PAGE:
Radio shock jock Don Imus was suspended for two weeks by CBS, which owns WFAN and Westwood One (the radio outlets his show is broadcast and syndicated on) and MSNBC, which broadcasts a televised simulcast of the radio show, over remarks he made towards the Rutgers women's basketball team. MSNBC announced that Imus would be suspended first, then CBS announced a similar suspension.
The suspension will begin on Monday, as Imus has a series of fund-raisers for sudden infant death syndrome at the end of the week. This morning, he said his suspension was "appropriate" and he told Matt Lauer on the Today Show, "'[the phrase "nappy-headed hos] phrase originated in the black community. ... I may be a white man, but I know that these young women and young black women all through that society are demeaned and degraded by their own black men and that they are called that name.'' And while Imus has made it clear he'd like to speak to the Rutgers women's basketball players himself, it's unclear whether they'll meet. The team will be giving a press conference this morning at 11AM.
Yesterday, Imus appeared on the Reverend Al Sharpton's radio show to discuss the matter, admitting that he did go too far. Sharpton told reporters, "If he came to convince me, he certainly didn't convince me. I think he might have made it worse." How did he make it worse? From AP/AMNY:
The radio host also lost his patience after U.S. Rep. Carolyn Cheeks Kilpatrick (D-Michigan), the head of the Congressional Black Caucus, called in and criticized him for his on-air comments after the Rutgers team lost the NCAA women's championship game a week ago.
"I can't get anywhere with you people," Imus complained, as everyone in the studio froze at what seemed to be another racial slight.
"What do you mean by 'you people?' " Sharpton shot back.
"You and the woman I'm talking to," Imus explained.
Afterward, Sharpton said these two responses were examples of how the appearance may not have helped Imus' image. "I couldn't believe when he went to 'you people,' " Sharpton said.
You can hear the audio of the show on WNBC.com - you'll note how Imus calls Sharpton "sir."
The Post's Phil Mushnick says that Imus's behavior is nothing new - when WNBC sportscaster Len Berman quit WFAN, Imus called him "Lenny the Jew." Gwen Ifill, who Imus allegedly called a "cleaning lady," has an editorial in the NY Times: "This country will only flourish once we consistently learn to applaud and encourage the young people who have to work harder just to achieve balance on the unequal playing field." Ethicist Randy Cohen tells WCBS 2/AP that Imus should be fired
And longtime Imus hater Howard Stern told his listeners yesterday that back in the WNBC days (dubba-yuh- enn- bee-cee!) he heard Imus call a black woman the n-word. According to MarksFriggin.com, the Howard Stern rundown blog, Stern said Imus's remarks about the Rutgers women's basketball team "actually nothing compared to what he said behind the scenes at WNBC when they were there." Stern said Imus should have been fired back in the day.
What do you think of the suspension? Is it an appropriate sentence, or should he have been fired? NOW is asking join its campaign to get Imus fired and here's the National Association of Black Journalist's list of Imus's racist remarks.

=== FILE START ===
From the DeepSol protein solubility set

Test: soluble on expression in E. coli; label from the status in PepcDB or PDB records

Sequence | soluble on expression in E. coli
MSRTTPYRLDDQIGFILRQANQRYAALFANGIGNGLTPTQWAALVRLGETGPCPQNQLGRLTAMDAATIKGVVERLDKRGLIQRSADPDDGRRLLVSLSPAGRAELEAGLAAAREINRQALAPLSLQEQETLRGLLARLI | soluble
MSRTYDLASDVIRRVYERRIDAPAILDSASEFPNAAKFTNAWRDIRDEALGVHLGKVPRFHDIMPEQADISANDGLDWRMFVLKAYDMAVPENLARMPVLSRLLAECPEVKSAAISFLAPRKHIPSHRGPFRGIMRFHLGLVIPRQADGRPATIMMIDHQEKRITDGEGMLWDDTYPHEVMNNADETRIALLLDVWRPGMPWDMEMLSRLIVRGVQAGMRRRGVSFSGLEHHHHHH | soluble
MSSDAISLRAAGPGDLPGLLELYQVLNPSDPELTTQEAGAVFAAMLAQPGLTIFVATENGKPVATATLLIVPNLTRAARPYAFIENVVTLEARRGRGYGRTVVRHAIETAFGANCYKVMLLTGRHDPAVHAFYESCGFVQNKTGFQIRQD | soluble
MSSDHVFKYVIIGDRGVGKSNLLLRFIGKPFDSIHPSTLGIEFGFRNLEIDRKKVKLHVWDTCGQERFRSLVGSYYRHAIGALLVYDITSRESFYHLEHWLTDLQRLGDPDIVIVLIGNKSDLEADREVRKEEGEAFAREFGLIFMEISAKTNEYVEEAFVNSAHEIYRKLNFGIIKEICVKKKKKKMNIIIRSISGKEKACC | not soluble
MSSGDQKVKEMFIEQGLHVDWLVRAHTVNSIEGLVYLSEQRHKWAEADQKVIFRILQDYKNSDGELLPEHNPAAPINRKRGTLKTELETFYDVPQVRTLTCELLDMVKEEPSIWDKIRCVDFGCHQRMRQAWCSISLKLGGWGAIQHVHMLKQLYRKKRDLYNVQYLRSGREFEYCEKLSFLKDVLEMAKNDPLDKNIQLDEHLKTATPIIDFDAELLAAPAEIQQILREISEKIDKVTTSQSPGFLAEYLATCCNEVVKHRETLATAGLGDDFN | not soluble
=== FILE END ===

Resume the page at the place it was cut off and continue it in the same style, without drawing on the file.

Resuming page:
Rutgers is having a press conference on the Imus issue.
Some notes so far:
Rutgers AD Bob Mulcahy: The comments by Imus and his producer were despicable and the real story here is the 2006-07 Women's Basketball team. The team is the antithesis of Imus' comments and the comments were reprehensible and disgusting.
Rutgers President Richard McCormick: Imus' words were hurtful to all of the Rutgers community as they were celebrating their basketball team and their season and they did nothing to invite the comments by Imus. As a community, they are supporting players as a community and the university has "their backs."
Coach C. Vivian Stringer: The players involved in this are valedictorians, future doctors, even girl scouts and Rutgers is fortunate to have them. This isn't a story about what was said, but about the team's perseverance, hard work, and determination. The remarks were deplorable, despicable and unconscionable. These women are not political figures or professionals, but at Rutgers to get an education and to use their gifts.
Heather Zurich, sophomore forward from Montvale: Team started at 2-4, with Coach Stringer calling them her worst defensive team ever. All the teams accomplishments were lost when Imus made his comments. What hurts the most is that he doesn't know any of them personally. They were insulted and angry and they said they did nothing to deserve the "deplorable comments". Instead of celebrating Easter, they were talking about this with their families.
Essence Carson, junior, forward/guard, captain from Patterson The team is angry, disgusted, and deeply saddened at the racial characterization by the Imus remarks. She asks that people don't recognize them in this light, but in the light of their season accomplishments. The team has agreed to a private meeting with Imus in an undisclosed location to convey their deep hurt. This issue is about women across the nation and the world. They aren't attacking Imus, but something that isn't right.
Photographs of Don Imus and Reverand Al Sharpton yesterday by Richard Drew/AP